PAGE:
Here’s the problem. The problem is that you may have almost reached the platform of glory. But for some unforgivable reason, you must stop studying for your bachelor’s degree and start looking for a job. You can’t win against a crowd of college graduates, but you don’t want your high school students to be left behind in a blue-collar job. What can you do?
#1 Learn from others and research
Congratulations! You’ve taken the first step. It’s not a wild thing to use the World Wide Web to find out what to expect from your situation. Ask your friends and family who are undergraduates if you can get more luck. There’s a good chance that once you have an idea of the right job for you, your job search can be narrowed to more realistic opportunities.
#2 Join Associate Graduates
You can’t deliver a decent application if you don’t classify yourself. It is safer to place yourself alongside the title holders in your case. Although you may have more years of experience than them, you both are still in the middle of the pack, idiomatically speaking. They are the best options for you. But, you can still get an edge over others. A college degree is better than no college degree. Show your ability to learn from professionals in order to be able to use it in your job.
#3 Don’t lie
Two reasons you’re applying to different employers are that they are searching for college graduates or associate grads who will fit the job second because your qualifications match theirs. Why would you alter facts about your academic history? Even if your job requires a college degree, lying about your educational background is not necessary. Falsehood is not only harmful to your career, but it’s also functional.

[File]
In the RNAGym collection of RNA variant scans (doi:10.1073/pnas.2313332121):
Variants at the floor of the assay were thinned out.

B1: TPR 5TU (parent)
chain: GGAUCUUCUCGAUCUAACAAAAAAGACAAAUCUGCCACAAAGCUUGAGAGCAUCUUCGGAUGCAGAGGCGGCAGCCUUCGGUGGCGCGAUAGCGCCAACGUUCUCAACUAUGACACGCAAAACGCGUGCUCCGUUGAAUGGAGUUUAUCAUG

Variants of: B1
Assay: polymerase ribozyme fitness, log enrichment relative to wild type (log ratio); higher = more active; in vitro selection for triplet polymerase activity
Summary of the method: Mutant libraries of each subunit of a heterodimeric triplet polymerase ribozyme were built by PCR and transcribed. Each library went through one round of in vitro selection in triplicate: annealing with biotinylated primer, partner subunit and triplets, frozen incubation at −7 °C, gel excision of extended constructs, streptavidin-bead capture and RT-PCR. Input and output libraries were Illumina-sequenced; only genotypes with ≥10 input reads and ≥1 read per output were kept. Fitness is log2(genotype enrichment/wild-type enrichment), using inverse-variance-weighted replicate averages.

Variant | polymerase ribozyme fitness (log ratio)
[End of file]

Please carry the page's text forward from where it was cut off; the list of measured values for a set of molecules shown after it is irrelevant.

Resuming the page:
#4 Focus on the specific knowledge of the field
Even if you are not quite ready to go, there is one positive thing about college: you will have more knowledge than you need in the company’s process. Imagine that you are applying to be an accountant’s clerk. They will be able to see that you have technical knowledge, as well as the ability to answer client calls and organize files.
You don’t need to get a degree in order to have a promising career. Sometimes, all you need is some confidence and some cunning. There are worse situations than you might think. It doesn’t mean you don’t have a semester of leftover college grads. It also means you gained some additional years of learning over associate grads.
Don’t worry, and it’s better not to be able to get a bachelor’s than not having it. You’re luckier than others; this is the case with Case in Point. Remember kick-outs, felons, and disabled people before you think there isn’t much work for you.
Kate Ross-Myers is a New York-based human resource magazine. Her experience includes preparing resources for training, recruiting, and hiring. Kate speaks at conventions and forums on employee growth and wellness.